I struggled to think of something to watch on television the other night. I was alone, and could do what I wanted, but suddenly I could think of nothing. Dug out an episode of NCIS from last year, to see whether it was as bad as I remembered.
Then, as it ended, and the television turned onto BBC Four again, I discovered a sad old man playing the piano and singing. He looked a little like Elvis.
It was Elvis.
It looked like the programme was just starting, so I remained where I was, deciding I could watch this. It was really sad. Enlightening, too, but mostly sad.
I’m an age where Elvis always existed, and while I liked his singing, I had despised the way he kept embarrassing himself towards the end. That’s the folly of youth, for you.
Now I know what happened to him, and how this handsome man went downhill so fast in the end. I vaguely knew that the ‘colonel’ was not good for him, but had not really grasped quite how not good he was. Seems like Elvis was a slave, and like all slaves he clearly had a breaking point.
Having ignored most of the ghastly films, I was unaware of the effect these had had on Elvis. I mostly remember the music after, for a few years, before the poor man was made to perform like a monkey, day in and day out.
It’d be wrong to say it was an enjoyable programme, but it was good. Now I know better. And I was happy to ‘meet’ Roy Hamilton, Elvis’s singing hero. Perhaps I ought to find more accidental programmes.
It’s a good start. We watched two episodes of Good Omens on the first day, and we like it. One shouldn’t be greedy and watch it all, but this was a cheering thing.
I’d not been able to think ahead, as to whether Michael Sheen and David Tennant would be right for the roles. They are, though. I remember only enough of the details of the book to know that this is good and fun, and not so much that any dreadful discrepancies are able to howl at me.
But then, do you get those when the script has been written by [one of] the authors?
Now, how to pace ourselves a little..?
How could they? I was all poised to say how much better an ending to the current season Bull could offer, when it turned out they couldn’t.
Dead child as the problem of the week, followed by more baby trouble in the office.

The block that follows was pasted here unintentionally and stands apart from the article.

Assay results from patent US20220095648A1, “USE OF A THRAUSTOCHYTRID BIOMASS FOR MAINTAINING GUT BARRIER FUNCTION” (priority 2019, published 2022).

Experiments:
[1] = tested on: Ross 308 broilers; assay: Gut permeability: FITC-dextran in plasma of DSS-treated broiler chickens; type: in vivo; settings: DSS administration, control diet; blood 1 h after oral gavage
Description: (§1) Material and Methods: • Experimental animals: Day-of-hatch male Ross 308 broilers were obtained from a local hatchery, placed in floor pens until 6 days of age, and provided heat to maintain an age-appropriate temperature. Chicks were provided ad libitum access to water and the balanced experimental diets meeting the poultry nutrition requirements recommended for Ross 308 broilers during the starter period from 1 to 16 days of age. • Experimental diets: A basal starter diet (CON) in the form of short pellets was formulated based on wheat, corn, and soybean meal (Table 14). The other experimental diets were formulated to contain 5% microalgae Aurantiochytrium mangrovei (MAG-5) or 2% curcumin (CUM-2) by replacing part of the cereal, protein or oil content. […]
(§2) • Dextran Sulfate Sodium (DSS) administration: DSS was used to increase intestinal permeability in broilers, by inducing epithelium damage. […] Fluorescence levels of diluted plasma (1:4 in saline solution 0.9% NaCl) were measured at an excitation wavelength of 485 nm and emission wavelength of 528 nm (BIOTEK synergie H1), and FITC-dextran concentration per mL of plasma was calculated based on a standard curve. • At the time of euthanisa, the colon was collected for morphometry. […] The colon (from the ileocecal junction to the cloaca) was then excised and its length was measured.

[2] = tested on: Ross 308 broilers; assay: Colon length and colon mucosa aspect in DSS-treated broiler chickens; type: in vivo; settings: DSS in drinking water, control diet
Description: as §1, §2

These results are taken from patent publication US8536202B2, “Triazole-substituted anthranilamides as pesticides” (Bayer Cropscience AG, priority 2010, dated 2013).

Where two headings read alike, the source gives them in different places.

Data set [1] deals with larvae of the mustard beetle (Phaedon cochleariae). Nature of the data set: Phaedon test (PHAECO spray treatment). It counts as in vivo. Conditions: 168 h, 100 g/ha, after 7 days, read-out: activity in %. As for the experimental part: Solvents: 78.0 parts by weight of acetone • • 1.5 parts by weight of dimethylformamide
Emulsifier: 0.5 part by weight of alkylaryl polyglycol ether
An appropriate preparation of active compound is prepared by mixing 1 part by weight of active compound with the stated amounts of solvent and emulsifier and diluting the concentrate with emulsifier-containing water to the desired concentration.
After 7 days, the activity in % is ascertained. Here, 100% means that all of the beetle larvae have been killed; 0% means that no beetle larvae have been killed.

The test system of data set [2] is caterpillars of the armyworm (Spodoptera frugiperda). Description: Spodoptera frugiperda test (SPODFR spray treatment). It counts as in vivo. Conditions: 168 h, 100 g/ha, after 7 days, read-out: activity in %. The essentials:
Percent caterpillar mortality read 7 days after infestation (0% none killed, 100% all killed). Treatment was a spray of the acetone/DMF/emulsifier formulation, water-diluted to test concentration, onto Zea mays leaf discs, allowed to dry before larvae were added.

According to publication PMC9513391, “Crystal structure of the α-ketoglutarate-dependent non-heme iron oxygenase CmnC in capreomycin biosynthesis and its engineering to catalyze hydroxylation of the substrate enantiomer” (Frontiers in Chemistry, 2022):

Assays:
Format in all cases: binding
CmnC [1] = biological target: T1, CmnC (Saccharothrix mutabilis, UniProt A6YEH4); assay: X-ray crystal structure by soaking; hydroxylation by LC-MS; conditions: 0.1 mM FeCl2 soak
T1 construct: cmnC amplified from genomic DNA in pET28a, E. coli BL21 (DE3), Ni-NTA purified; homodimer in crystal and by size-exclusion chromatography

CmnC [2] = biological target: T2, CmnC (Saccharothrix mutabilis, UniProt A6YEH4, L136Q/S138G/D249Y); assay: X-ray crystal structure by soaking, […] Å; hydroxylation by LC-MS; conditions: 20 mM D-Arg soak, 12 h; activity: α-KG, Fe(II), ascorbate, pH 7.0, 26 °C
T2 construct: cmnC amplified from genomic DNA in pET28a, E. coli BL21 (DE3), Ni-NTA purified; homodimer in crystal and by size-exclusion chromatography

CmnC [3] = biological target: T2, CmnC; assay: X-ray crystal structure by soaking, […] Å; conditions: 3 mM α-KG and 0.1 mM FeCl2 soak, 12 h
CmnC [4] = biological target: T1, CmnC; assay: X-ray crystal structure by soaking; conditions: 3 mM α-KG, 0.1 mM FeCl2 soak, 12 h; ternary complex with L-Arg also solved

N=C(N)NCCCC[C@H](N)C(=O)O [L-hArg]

While it was fun to see little Benny attack his much larger boss, and while his reasons are admirable, this is not realistic. The same goes for Marissa’s baby plans. Much as I dislike her husband, this was not the way to deal with their baby dreams.
As for Bull and his lady friends, I prefer Diana to the ex-wife. I know they look identical, but everyone needs to grow up. Here’s to hoping the scriptwriters can deal with the cliffhanger nice and quick when September comes. Especially if you consider the child issues and the NCIS finale as well.
Apart from the Nobel prize discrepancies, the final Big Bang Theory was well executed. In fact, while episodes 23 and 24 were fun and it was good to see ‘everything’ sorted out after twelve years, it was episode 22 I particularly liked.
There was such a lot of good writing, with excellent humour. I mean, even for a comedy. While I’m sure most shows can be revived, even against their wishes, it seems as if the Big Bang writers tried to tie up as many threads as possible, making a return not at all necessary.
If Sheldon has had enough, there can be no more BBT. He might be obnoxious, but he is necessary. I’m glad they stopped now, before I convinced myself that I am Sheldon.
And oh, that lift! It’s the little things that make life – or shows – great.
Besides, change is such a dreadful thing. It comes as a shock, and you have to put up with, well, new things.
Seeing old friends again is generally nice. So, OK, I will admit to some pleasure in meeting up with old characters in the 16th season finale of NCIS.
And isn’t it nice how it doesn’t matter if they have been killed off or not? They can still come back, as long as Gibbs, and now Fornell, can talk to the dead. So practical, as the writers are able to kill, certain their characters can return at some point, should they be needed.